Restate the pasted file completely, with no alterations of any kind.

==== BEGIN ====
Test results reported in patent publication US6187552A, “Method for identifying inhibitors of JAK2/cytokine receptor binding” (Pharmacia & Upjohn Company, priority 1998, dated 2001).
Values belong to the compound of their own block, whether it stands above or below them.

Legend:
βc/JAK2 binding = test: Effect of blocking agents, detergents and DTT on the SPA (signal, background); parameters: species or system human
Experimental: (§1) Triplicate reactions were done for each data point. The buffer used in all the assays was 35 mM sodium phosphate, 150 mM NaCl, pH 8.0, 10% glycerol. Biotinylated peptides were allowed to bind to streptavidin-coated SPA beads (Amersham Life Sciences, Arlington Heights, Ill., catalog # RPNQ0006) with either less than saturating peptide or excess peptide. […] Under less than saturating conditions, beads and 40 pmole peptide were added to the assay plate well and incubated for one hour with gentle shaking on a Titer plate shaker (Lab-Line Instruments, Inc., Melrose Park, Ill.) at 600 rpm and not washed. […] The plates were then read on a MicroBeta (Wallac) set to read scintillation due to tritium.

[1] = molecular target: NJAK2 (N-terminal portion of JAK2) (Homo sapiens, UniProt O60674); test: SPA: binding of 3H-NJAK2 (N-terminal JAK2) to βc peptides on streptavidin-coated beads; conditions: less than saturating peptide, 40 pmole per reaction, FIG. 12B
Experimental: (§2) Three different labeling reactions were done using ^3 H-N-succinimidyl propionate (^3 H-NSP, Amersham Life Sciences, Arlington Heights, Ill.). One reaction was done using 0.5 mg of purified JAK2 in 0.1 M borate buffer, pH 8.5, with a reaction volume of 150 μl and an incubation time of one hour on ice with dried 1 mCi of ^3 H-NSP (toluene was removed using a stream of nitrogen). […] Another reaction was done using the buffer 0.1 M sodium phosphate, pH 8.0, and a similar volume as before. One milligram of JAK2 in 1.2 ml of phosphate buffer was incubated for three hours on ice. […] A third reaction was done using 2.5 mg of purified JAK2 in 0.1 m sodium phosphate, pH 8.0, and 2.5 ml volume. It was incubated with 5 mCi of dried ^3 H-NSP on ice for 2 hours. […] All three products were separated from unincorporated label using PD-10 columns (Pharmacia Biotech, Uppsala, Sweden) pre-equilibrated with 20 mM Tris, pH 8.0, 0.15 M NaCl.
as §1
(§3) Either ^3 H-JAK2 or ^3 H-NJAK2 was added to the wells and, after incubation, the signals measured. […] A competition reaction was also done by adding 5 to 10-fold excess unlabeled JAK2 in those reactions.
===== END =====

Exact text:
Test results reported in patent publication US6187552A, “Method for identifying inhibitors of JAK2/cytokine receptor binding” (Pharmacia & Upjohn Company, priority 1998, dated 2001).
Values belong to the compound of their own block, whether it stands above or below them.

Legend:
βc/JAK2 binding = test: Effect of blocking agents, detergents and DTT on the SPA (signal, background); parameters: species or system human
Experimental: (§1) Triplicate reactions were done for each data point. The buffer used in all the assays was 35 mM sodium phosphate, 150 mM NaCl, pH 8.0, 10% glycerol. Biotinylated peptides were allowed to bind to streptavidin-coated SPA beads (Amersham Life Sciences, Arlington Heights, Ill., catalog # RPNQ0006) with either less than saturating peptide or excess peptide. […] Under less than saturating conditions, beads and 40 pmole peptide were added to the assay plate well and incubated for one hour with gentle shaking on a Titer plate shaker (Lab-Line Instruments, Inc., Melrose Park, Ill.) at 600 rpm and not washed. […] The plates were then read on a MicroBeta (Wallac) set to read scintillation due to tritium.

[1] = molecular target: NJAK2 (N-terminal portion of JAK2) (Homo sapiens, UniProt O60674); test: SPA: binding of 3H-NJAK2 (N-terminal JAK2) to βc peptides on streptavidin-coated beads; conditions: less than saturating peptide, 40 pmole per reaction, FIG. 12B
Experimental: (§2) Three different labeling reactions were done using ^3 H-N-succinimidyl propionate (^3 H-NSP, Amersham Life Sciences, Arlington Heights, Ill.). One reaction was done using 0.5 mg of purified JAK2 in 0.1 M borate buffer, pH 8.5, with a reaction volume of 150 μl and an incubation time of one hour on ice with dried 1 mCi of ^3 H-NSP (toluene was removed using a stream of nitrogen). […] Another reaction was done using the buffer 0.1 M sodium phosphate, pH 8.0, and a similar volume as before. One milligram of JAK2 in 1.2 ml of phosphate buffer was incubated for three hours on ice. […] A third reaction was done using 2.5 mg of purified JAK2 in 0.1 m sodium phosphate, pH 8.0, and 2.5 ml volume. It was incubated with 5 mCi of dried ^3 H-NSP on ice for 2 hours. […] All three products were separated from unincorporated label using PD-10 columns (Pharmacia Biotech, Uppsala, Sweden) pre-equilibrated with 20 mM Tris, pH 8.0, 0.15 M NaCl.
as §1
(§3) Either ^3 H-JAK2 or ^3 H-NJAK2 was added to the wells and, after incubation, the signals measured. […] A competition reaction was also done by adding 5 to 10-fold excess unlabeled JAK2 in those reactions.